Agriculture Business Development

African mass food markets as invisible enablers of nutrition security

Working to ensure nutrition security

By Charles Dhewa

While malnutrition is expected to be less in areas that have favourable climates for producing diverse food, undernutrition remains a key characteristic of high production zones across Africa. It is rare for a single area or community to produce an entire balanced food basket throughout the year. The seasonal nature of rainfed agriculture translates to an abundance of food in summer and less in winter or vice versa.

Due to poor food preservation practices, food that should last a whole year in a fresh state only lasts for a few months. Another contributor to undernutrition in high rainfall areas is too much emphasis on non-food cash crops like tobacco which end up grabbing all resources including inputs and labour at the expense of nutritious food.

Markets to the rescue

It is through local markets that communities are able to access nutritious food from other regions including from neighbouring countries.  Even if communities try to be self-contained by producing all their food, some nutritious commodities do better elsewhere.  For instance, small grains do very well in dry regions such that high rainfall regions are better off depending on those regions than trying to produce their own small grains. 

Besides setting prices and facilitating the exchange of commodities and knowledge, mass markets are incredible distributors of nutrition. However, the appropriate positioning of commodities in the market has a huge bearing on people’s access to nutritious food. In some cases, changing the position of commodities in the mass market can result in at least a 20% loss of customers as they have to locate what they want to buy. This is because consumers follow a certain trend when purchasing commodities in the mass market. For instance, they start with necessities like tomatoes and leafy vegetables, then high-value crops like peppers, followed by less perishables like potatoes and lastly field crops.

Traders are the ones who can position commodities in the market as informed by knowledge of how customers move in the market.  However, when traders are selling commodities in the mass market, the lowest prices are used to attract customers. While farmers listen for high prices on the radio, consumers listen for low prices. On the other hand, supermarkets do not have price ranges. They only sell in kilograms (units of measurement) – one price per unit of measurement. A kilogram of meat is just a kilogram irrespective of nutrition. Tomatoes are also sold by weight but that cannot be ideal for selling indigenous vegetables no matter how nutritious they are.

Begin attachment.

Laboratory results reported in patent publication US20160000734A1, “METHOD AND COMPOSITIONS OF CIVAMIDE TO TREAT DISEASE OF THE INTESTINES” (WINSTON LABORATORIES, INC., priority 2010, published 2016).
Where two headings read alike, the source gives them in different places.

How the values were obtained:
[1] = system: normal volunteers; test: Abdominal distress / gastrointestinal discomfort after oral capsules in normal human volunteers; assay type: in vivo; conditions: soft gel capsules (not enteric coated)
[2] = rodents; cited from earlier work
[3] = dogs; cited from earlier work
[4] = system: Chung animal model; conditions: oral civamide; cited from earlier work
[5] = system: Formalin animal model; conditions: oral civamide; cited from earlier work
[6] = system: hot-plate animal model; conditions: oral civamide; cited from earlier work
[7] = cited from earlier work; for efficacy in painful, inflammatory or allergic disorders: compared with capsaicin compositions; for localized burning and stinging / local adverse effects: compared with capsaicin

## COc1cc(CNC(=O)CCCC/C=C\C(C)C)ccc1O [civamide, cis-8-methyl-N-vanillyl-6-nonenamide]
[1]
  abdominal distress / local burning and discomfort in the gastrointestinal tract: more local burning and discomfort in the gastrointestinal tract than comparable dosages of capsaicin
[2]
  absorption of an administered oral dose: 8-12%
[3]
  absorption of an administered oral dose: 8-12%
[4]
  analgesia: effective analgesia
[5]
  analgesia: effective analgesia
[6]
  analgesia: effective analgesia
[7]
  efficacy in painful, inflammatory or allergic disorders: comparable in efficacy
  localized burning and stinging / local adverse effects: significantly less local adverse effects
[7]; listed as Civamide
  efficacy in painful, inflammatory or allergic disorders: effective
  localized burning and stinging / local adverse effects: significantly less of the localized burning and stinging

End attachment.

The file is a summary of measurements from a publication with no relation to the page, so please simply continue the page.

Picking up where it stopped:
Safe-guarding nutrition

In order to sustain and safeguard nutrition in food markets, supply chains and food distribution systems should not be in the hands of individual traders who may not be interested in nutrition but focus on what makes more profit irrespective of nutrition content. Production and supply plans should be held by an institution responsible for aggregating production statistics as well as an institution responsible for nutrition monitoring.  In the absence of formal institutions, traders have a way of mapping what has been planted and when it will be due for the market.  This applies mainly to potatoes, cabbages and butternuts. That is how traders end up estimating volumes coming to the market and keep that information away from government institutions and policymakers.

The link between nutrition and medicine

In addition to distributing nutrition to areas of need, African mass markets are good at demonstrating the extent to which food and nutrition security is a medical issue. Government departments that struggle to show the strong link between food and health due to a lack of data-based approaches can learn a lot from mass food markets. Local food markets show how access to high-quality nutrition boosts the health and well-being of all consumer classes including low-income households.

In a rapidly changing climate characterized by unpredictable rainfall patterns, farmers, processors, traders, mass markets and distributors have a significant role in improving nutrition in ways that positively impact the health of communities including food producers. That is why every market needs data in order to aggregate nutritious commodities properly. Data should not expire the way data bundles are deliberately made to expire by mobile network providers so that consumers continue buying.  Putting an expiry date on data bundles forces farmers to exhaust their bundles within a week and end up spending it on conversations that do not add value to their nutrition and well-being.

About the author

Byron Adonis Mutingwende